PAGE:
Hello All,

I posted this over in the Software Forum, but I realized that maybe it belongs over here.

I have both VS 6.0 and VS .Net 2003 available to me. I am just starting to learn programming
and wanted to know the difference and which one would be the best to start with. My company has a site liscence for both and I could install both on my PC but I didn't know if it would make a difference.

I am starting out with the Book C++ Demystified by Jeff Kent. He is using VS .Net 2003 in his examples.

Your input would be apprecitiated.

Thanks,

I don't know anything about VS.NET, but I do know that MSVC6 was not very standards compliant and it had bugs -- so I wouldn't recommend MSVC6.

visual studio .net 2003 shud be gr8... i ve been programming on that..
but if u re just learning to program then advice u better start off with turbo c or borland c..or c++..
it ll be much better..

but if u re just learning to program then advice u better start off with turbo c or borland c..or c++..

I think it would be a great disservice to recommend outdated and obsolete coding for a beginner.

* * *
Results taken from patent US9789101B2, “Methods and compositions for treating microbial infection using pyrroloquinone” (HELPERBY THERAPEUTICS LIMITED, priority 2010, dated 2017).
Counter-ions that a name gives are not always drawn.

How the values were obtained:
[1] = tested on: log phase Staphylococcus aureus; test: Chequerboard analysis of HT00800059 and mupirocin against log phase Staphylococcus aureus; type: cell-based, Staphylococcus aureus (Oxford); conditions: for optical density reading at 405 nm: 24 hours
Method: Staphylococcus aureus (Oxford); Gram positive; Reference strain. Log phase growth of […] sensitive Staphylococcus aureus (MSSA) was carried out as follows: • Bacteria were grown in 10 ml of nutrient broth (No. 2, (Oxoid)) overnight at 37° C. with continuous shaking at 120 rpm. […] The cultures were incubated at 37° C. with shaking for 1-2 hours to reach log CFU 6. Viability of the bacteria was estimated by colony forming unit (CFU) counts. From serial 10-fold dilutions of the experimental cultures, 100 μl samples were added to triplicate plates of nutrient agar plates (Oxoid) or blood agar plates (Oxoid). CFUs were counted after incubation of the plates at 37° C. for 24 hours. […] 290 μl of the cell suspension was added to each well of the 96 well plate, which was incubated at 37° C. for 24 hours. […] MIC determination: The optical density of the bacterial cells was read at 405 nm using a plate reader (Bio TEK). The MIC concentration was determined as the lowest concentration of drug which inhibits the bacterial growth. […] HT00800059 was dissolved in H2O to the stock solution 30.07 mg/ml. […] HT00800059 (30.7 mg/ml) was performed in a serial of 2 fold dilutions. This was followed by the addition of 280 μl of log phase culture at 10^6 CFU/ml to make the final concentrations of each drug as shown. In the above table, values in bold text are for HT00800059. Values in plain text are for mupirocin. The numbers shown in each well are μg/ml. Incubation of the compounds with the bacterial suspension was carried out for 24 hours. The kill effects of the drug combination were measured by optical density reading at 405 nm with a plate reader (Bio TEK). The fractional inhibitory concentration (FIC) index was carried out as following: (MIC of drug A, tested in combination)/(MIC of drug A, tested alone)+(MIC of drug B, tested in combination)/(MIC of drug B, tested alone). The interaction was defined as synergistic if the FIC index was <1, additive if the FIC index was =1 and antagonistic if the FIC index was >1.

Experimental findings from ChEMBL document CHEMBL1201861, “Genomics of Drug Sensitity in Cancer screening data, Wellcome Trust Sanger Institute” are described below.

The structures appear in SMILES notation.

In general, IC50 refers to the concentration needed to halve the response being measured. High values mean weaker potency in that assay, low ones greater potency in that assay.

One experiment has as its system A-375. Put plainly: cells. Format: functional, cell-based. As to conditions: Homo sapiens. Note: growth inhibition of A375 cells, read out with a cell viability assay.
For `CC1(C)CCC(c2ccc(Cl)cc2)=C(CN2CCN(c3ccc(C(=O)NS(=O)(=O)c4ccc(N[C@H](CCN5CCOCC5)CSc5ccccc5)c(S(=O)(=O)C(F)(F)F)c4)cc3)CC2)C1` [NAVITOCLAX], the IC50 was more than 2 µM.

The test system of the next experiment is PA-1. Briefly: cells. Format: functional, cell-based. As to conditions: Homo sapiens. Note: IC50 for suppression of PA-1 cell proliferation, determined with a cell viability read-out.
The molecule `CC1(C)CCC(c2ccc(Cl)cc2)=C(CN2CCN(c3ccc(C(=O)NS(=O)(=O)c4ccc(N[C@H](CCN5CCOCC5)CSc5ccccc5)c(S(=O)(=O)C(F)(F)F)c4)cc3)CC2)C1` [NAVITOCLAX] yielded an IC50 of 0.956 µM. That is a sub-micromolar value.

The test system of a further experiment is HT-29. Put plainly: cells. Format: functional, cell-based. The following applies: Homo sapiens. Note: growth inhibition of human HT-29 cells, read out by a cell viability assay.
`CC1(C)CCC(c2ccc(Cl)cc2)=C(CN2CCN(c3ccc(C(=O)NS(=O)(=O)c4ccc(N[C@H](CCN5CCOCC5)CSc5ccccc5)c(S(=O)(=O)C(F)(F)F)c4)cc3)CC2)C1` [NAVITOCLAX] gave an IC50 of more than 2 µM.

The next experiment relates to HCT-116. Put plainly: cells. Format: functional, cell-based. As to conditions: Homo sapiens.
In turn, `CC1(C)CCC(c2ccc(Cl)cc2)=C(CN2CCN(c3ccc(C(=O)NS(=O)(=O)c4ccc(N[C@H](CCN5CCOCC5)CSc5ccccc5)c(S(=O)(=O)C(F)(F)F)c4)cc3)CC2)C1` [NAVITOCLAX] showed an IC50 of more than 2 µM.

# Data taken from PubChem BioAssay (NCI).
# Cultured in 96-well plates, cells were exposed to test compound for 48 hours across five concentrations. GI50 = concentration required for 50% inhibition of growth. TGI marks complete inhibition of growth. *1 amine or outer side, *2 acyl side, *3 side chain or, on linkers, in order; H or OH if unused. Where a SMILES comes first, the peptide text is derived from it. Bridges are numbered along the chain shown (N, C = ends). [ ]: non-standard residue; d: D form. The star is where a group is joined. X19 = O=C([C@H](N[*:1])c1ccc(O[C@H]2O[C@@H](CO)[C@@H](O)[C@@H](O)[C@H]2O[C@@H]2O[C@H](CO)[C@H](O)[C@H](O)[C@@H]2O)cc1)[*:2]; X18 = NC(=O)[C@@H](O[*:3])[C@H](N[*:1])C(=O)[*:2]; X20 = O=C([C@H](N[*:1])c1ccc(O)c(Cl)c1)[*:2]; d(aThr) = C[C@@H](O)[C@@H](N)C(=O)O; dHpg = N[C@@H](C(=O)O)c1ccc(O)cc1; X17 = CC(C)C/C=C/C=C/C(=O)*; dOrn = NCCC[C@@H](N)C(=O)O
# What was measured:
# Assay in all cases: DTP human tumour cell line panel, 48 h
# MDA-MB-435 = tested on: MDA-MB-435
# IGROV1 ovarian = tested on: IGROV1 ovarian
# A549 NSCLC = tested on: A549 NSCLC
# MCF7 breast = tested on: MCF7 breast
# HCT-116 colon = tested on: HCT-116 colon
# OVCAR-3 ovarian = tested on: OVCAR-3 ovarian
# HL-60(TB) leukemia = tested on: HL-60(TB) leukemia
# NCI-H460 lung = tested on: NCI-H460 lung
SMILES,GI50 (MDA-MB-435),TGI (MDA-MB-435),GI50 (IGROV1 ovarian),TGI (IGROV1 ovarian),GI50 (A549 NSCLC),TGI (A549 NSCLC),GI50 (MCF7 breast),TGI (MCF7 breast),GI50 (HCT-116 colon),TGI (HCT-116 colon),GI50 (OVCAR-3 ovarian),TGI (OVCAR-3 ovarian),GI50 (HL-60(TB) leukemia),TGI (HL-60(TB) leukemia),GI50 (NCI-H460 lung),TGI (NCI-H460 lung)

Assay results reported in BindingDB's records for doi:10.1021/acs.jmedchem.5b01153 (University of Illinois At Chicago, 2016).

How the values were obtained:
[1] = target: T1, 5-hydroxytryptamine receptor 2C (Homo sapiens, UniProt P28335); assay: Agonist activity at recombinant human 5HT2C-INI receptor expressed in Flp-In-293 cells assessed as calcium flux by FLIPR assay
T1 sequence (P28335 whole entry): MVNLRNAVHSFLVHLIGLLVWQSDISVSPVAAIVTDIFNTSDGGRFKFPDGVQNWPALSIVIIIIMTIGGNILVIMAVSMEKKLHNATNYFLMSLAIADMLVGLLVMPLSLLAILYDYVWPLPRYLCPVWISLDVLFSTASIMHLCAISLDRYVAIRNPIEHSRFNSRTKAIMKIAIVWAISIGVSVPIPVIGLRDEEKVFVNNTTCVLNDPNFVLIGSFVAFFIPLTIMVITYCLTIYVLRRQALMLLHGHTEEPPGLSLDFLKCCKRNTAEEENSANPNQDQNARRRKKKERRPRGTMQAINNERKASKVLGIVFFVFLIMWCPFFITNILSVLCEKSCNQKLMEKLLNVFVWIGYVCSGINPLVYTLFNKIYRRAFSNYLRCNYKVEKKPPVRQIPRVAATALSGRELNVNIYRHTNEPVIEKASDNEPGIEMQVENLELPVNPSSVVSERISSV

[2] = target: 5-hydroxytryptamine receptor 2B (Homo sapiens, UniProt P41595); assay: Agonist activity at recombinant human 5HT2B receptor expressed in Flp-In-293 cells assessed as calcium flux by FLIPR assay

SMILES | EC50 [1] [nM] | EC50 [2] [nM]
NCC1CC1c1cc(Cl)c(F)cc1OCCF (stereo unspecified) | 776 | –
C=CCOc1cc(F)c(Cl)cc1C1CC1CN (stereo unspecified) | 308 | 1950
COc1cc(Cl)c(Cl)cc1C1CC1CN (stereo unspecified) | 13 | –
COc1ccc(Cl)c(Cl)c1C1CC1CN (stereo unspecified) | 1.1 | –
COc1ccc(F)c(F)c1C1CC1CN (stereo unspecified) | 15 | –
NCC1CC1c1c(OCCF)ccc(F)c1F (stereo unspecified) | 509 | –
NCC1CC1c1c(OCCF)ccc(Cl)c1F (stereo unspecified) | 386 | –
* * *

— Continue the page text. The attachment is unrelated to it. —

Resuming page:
Why??
They really form the basis of all the rest of visual studio etc..
and are really simple to understand all the basics...
work a while on them and then switch to the new gen stuff.. i found it easier that way..

My learning started with turbo C++ 3.0. Infact, in my uni everyone starts from turbo C, C++. Only later they move to vc++ or dev C++. I think learning TC was just a waste of my time, since it's downright obsolete. You will be learning habits that u must unlearn later when u move onto standard compilers. TC is just for windows(actually MSDOS), and I can say this for certain that your code will be non-portable since you will have a nag for using conio.h for just about any program.

My advice is to stay away from turbo C/C++. However, I can safely recommend borland C++ 5.5 which is strictly standard-complaint.

And if you have VS.NET then go for it. Even though I believe the best way to learn programming is without an IDE, it's not a big issue.

>They really form the basis of all the rest of visual studio etc..
Wait, how does Borland software form the basis of Microsoft software? Are you making some silly connection that the rest of us can't see? While you're at it, why not recommend Cfront as long as you're trying to get the OP into archeology?

>and are really simple to understand all the basics...
That's BS. An obsolete POS compiler will hinder understanding because then all of the sudden you slap the beginner with standard and pre-standard language issues. Rather than follow the "older is easier" crap and actually make an attempt to learn the language properly.

>i found it easier that way..
I'd be willing to bet that your knowledge of mordern C++ is remedial at best and filled with pre-standard notions if you found it easier that way.

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